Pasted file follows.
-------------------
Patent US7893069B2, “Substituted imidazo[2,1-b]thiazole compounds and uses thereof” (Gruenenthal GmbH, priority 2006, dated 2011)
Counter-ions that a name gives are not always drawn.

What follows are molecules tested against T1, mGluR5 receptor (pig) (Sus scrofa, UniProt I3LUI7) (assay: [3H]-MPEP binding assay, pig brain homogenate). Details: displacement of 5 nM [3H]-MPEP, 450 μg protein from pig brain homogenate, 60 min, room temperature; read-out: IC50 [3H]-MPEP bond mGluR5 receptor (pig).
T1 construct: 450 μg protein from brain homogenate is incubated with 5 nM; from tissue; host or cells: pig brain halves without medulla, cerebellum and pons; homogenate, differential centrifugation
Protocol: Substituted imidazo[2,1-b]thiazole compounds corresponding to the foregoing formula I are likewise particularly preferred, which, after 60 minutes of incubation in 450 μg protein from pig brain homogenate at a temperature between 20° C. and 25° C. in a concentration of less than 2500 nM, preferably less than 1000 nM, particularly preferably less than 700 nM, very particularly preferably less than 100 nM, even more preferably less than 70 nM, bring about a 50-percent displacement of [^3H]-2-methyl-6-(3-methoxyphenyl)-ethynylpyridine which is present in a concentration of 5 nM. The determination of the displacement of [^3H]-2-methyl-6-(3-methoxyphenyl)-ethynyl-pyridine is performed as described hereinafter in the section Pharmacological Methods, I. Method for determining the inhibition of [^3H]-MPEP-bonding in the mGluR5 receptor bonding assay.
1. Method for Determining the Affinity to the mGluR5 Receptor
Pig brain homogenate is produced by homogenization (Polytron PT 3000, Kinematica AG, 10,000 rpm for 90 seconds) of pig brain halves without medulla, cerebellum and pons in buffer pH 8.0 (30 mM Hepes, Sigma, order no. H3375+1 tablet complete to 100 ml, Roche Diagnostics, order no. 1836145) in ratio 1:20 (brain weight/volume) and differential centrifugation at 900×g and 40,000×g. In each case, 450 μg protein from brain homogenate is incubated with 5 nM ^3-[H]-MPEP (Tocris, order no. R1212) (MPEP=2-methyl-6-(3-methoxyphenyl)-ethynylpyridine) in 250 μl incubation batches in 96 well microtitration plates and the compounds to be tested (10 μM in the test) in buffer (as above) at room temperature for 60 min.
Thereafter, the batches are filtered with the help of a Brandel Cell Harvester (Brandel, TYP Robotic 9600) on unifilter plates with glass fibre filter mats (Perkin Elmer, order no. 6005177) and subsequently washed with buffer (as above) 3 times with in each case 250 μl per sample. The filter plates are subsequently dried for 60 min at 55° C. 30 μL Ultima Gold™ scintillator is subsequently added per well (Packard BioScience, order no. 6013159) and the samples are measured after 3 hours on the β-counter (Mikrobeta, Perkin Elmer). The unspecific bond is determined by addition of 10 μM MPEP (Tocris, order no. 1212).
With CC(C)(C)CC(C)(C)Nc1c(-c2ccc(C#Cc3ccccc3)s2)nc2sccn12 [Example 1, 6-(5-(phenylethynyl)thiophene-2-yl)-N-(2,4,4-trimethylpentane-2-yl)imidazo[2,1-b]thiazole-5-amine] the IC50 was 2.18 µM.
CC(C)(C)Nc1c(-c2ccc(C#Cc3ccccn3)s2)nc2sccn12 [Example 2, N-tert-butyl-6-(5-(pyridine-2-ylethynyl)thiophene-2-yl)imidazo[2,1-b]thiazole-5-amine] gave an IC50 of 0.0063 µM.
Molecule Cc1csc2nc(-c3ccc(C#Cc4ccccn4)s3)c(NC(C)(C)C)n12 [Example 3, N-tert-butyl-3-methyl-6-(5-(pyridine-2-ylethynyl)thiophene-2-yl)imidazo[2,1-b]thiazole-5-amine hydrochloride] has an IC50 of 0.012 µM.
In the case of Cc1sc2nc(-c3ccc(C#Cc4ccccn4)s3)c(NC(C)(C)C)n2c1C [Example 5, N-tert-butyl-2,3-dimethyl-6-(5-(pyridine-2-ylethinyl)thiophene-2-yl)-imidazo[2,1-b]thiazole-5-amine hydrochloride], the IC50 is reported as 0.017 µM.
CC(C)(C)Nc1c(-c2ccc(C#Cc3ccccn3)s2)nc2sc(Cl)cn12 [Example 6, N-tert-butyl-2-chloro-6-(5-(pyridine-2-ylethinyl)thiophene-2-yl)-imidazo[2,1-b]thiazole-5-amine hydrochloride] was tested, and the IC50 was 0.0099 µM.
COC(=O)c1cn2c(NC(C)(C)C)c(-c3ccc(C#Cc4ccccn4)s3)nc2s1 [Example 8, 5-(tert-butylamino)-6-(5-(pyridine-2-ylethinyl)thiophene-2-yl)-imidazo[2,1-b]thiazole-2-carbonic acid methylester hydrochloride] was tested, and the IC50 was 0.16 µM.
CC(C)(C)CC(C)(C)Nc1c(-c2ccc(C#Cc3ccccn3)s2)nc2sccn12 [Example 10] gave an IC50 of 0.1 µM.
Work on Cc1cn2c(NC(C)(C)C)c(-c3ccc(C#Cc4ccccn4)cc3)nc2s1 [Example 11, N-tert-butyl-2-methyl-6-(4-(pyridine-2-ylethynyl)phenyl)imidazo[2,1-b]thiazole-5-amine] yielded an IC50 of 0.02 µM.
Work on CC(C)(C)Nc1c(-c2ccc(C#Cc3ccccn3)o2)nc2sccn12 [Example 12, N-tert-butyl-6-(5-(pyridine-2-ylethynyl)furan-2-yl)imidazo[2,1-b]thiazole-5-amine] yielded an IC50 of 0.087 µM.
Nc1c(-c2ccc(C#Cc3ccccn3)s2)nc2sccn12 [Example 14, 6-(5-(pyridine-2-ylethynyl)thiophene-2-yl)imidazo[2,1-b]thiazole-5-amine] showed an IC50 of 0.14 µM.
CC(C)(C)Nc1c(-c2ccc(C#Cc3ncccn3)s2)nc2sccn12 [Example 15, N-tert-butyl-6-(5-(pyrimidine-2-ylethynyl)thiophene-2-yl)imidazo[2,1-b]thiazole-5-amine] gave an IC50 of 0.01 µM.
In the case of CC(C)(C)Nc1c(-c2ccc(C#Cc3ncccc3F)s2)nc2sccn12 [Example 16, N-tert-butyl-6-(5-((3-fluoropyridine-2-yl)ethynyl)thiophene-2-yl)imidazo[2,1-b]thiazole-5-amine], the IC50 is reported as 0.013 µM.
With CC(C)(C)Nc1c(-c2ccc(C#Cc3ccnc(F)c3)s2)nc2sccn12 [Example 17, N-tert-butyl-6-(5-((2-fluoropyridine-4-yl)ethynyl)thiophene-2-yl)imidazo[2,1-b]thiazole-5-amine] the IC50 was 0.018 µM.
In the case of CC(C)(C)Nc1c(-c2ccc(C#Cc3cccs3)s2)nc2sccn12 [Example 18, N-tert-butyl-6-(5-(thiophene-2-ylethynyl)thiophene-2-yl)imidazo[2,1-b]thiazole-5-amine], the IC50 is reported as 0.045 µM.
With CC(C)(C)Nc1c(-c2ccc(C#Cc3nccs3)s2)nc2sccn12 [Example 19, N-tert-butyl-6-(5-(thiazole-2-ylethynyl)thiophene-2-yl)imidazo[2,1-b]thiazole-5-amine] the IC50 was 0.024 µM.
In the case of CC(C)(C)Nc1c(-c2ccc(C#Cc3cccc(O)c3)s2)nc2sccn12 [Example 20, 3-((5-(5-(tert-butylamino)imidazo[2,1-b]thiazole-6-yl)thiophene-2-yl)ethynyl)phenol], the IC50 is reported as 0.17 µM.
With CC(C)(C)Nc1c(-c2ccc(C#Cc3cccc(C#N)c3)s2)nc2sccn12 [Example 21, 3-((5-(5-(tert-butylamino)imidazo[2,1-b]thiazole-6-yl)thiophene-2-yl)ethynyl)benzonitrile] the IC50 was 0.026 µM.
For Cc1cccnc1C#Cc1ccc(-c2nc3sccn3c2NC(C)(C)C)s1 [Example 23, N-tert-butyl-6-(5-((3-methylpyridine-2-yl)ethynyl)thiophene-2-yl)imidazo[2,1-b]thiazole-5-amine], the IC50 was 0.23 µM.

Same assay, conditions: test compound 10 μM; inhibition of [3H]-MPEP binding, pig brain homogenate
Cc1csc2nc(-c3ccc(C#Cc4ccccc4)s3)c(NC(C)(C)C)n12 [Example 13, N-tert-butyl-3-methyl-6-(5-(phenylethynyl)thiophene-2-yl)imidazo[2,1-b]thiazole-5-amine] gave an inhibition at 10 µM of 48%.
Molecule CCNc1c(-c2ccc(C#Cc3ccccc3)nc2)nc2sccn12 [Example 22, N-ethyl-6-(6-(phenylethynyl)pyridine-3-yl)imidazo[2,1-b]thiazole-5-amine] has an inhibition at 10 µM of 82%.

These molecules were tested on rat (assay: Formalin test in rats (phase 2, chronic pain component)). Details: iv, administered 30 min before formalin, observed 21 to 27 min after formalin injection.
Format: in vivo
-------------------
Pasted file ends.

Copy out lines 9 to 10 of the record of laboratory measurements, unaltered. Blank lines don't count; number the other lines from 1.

With CC(C)(C)CC(C)(C)Nc1c(-c2ccc(C#Cc3ccccc3)s2)nc2sccn12 [Example 1, 6-(5-(phenylethynyl)thiophene-2-yl)-N-(2,4,4-trimethylpentane-2-yl)imidazo[2,1-b]thiazole-5-amine] the IC50 was 2.18 µM.
CC(C)(C)Nc1c(-c2ccc(C#Cc3ccccn3)s2)nc2sccn12 [Example 2, N-tert-butyl-6-(5-(pyridine-2-ylethynyl)thiophene-2-yl)imidazo[2,1-b]thiazole-5-amine] gave an IC50 of 0.0063 µM.